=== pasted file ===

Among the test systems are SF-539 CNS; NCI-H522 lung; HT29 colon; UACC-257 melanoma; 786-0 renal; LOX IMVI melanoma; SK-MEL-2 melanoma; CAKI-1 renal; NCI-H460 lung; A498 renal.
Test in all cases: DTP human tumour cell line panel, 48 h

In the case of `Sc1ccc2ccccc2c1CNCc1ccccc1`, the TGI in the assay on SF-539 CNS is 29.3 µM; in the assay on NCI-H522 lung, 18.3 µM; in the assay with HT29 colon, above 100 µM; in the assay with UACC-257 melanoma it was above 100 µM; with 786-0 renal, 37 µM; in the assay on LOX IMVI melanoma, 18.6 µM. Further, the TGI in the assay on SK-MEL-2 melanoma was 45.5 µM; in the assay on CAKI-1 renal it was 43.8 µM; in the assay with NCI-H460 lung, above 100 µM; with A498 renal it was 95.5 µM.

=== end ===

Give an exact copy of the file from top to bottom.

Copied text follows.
Among the test systems are SF-539 CNS; NCI-H522 lung; HT29 colon; UACC-257 melanoma; 786-0 renal; LOX IMVI melanoma; SK-MEL-2 melanoma; CAKI-1 renal; NCI-H460 lung; A498 renal.
Test in all cases: DTP human tumour cell line panel, 48 h

In the case of `Sc1ccc2ccccc2c1CNCc1ccccc1`, the TGI in the assay on SF-539 CNS is 29.3 µM; in the assay on NCI-H522 lung, 18.3 µM; in the assay with HT29 colon, above 100 µM; in the assay with UACC-257 melanoma it was above 100 µM; with 786-0 renal, 37 µM; in the assay on LOX IMVI melanoma, 18.6 µM. Further, the TGI in the assay on SK-MEL-2 melanoma was 45.5 µM; in the assay on CAKI-1 renal it was 43.8 µM; in the assay with NCI-H460 lung, above 100 µM; with A498 renal it was 95.5 µM.